Indonesia Expat sat down with Matteo Guerinoni, an Italian former motorbike racer and the founder of Il Gelato di Matteo, a gelato laboratory in Indonesia, who has spent half of his life living here – 27 years to be precise.
What’s the story of your business in Indonesia?
I came to Indonesia in 1992. Within the first year, by April 1993, I opened my first ice cream shop in Menteng called the Pisa Café. That business ran for 15 years until 2007. By that time, I had three restaurants and a further seven franchises, but I decided to sell everything at the end of that year. I sold all of my shares and decided to become a freelance consultant. While working as a consultant, I also focused on my Gelato di Matteo business. The business was good, so I focused on seriously developing it; I decided to move to BSD City in South Tangerang and set up my gelato office there.
What is the difference between gelato and ice cream?
Gelato has a smoother texture and is home-made, while ice cream is made using an industrial process with industrial machinery.
When did you get into the gelato business?
I got started in the gelato business when I was 18 years old. I started as a normal worker in a small gelato shop in Bergamo, Italy. There, I started to understand the process of making good gelato by watching how they created it, and I learned how to balance different flavours from a gelato master.
Besides gelato, what other businesses do you have?
Now I supply my gelato to hotels, cafés, and restaurants in Jakarta and Bali, I also have a company that imports special, off-road motorbike parts, Enduro Extreme Shop. There’s a showroom and a workshop based in BSD.
Tell us about your passion for racing.
I have been involved in the racing world since I was eight years old. But at the age of 18, I decided to quit racing. This was mainly because my mother had died and my father was the sole breadwinner in the house. I recently got back into it at the age of 33. I’ve achieved various accomplishments; I won the Indonesian national championship of Supersports twice and Superbike once. Even before my return to motorbike racing, I actually still did some karting to satisfy my need for speed.
You’re also known as a commentator on several national TV shows, are you still involved in that?
I have been a commentator on Trans TV’s Moto GP program for eight years. It’s been an amazing experience and I’m still active as a Moto GP commentator, but now for Fox Sports Asia Channel. I also took part in Indonesia’s Masterchef Season 4 in 2015 as judge; they did offer me to be a judge in Season 5 as well, but I politely declined.
What is your main motivation for running your businesses?
When I graduated from high school, my mother passed away, but by that time my parents were already divorced so I had to look after myself and my younger sister. I chose to have two jobs; by day I worked as a land surveyor and I kept on freelancing in restaurants in the evenings. I started working in the kitchen, then as a waiter, before moving behind the bar. This motivated me to keep up my passion for the food and beverage industry. My experience has helped me to build up 22 restaurants in Indonesia.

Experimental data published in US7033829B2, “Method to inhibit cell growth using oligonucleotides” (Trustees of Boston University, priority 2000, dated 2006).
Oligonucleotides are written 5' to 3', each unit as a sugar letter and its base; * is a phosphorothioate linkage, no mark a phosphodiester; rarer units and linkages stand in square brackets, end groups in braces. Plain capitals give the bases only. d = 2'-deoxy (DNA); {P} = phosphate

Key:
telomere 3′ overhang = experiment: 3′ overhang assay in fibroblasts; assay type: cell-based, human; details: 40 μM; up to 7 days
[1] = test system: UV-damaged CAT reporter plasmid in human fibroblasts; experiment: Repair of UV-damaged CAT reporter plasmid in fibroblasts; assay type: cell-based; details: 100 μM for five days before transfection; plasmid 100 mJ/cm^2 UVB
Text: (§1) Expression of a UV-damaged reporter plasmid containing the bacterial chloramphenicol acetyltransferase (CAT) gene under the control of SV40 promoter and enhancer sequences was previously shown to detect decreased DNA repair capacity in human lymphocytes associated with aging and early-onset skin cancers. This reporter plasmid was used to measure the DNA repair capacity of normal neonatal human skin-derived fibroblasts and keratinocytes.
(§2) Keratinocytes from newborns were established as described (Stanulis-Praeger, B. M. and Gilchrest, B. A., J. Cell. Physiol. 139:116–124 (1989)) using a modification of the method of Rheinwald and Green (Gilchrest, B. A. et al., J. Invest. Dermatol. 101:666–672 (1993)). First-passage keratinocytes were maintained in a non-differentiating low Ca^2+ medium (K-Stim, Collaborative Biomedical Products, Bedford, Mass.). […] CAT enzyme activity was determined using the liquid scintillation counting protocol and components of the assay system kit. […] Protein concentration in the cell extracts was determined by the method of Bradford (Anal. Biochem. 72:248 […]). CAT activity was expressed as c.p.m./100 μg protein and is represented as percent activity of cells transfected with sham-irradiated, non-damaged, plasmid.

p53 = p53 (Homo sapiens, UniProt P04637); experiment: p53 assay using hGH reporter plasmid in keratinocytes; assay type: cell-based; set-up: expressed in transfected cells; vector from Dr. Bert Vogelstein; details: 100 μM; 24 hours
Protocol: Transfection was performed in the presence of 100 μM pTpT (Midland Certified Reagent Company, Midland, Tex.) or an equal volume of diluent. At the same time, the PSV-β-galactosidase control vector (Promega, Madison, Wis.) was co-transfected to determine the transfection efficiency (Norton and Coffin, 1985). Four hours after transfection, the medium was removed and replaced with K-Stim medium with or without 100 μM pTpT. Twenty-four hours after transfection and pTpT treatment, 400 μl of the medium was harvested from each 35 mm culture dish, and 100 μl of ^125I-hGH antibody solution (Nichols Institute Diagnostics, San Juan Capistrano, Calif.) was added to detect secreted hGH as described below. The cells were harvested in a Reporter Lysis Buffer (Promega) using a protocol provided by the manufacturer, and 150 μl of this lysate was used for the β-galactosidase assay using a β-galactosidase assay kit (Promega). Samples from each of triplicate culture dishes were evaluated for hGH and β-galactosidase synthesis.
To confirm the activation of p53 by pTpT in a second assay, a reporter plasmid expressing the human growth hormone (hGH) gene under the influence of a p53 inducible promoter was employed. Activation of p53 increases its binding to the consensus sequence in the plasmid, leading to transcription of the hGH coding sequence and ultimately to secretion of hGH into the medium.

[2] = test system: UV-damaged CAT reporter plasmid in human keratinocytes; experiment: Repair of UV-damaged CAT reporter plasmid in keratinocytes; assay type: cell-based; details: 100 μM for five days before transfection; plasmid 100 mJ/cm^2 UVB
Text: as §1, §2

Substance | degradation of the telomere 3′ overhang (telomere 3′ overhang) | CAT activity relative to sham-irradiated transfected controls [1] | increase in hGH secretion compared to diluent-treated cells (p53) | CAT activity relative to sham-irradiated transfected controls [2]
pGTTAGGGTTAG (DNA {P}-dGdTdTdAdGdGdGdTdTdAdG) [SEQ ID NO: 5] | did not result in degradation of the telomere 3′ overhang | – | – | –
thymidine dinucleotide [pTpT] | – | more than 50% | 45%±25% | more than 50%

Who is your role model?
You could say I learned everything by myself. I’ve made many mistakes and learned from them. If you’re talking about a mentor that taught me what I know, there isn’t really one. I did used to have a business partner at Café Pisa. I gained a lot of knowledge from him in the field of business. His name was Pramono Sungkono; he has passed away. He was a partner at the Pisa Café. If one person could be thought of as a mentor it would be Pak Pramono.
What is it about Indonesia that makes you feel at home?
I think there are similarities between Indonesia and Italy. In Italy, family is number one and that’s the same in Indonesia, so I am very happy. Even though my family is in Italy, when I joined the Pisa Café, I felt I had a family in Indonesia. Mr. Sungkono was like my father. Even when I got married, Mr. Sungkono was my best man. His family is very kind to me, I really appreciate them. My success here is partly down to the Sungkono family.
How has the food industry changed over time in Indonesia?
In the past, the food and beverage business were easy because there wasn’t much competition. The quality of competition wasn’t high. Now, the competition is good. When I first arrived in Indonesia, the competition was not as tight as it is now. Food businesses were starting to grow when I arrived, you could say that I grew at the same time as Jakarta did.
What message do you have for anyone looking to start a restaurant business?
First of all, they must have a clear concept combined with great food. They must have an in-depth understanding about the business because the food industry is not just a hobby. So many people just want to try it for fun because they think it is easy, but they often underestimate the fact that making a mistake due to lack of knowledge about the business could lead to an unsuccessful and even dangerous outcome.
Contact Gelato di Matteo:
PT. RO MA Gelato
Jl. Raya Buaran Parl No. 08
RT. 004/001, Buaran, Serpong
Tangerang Selatan 15321, Banten, Indonesian
Phone/Fax: +6221 756 824 56/ +6221 756 82012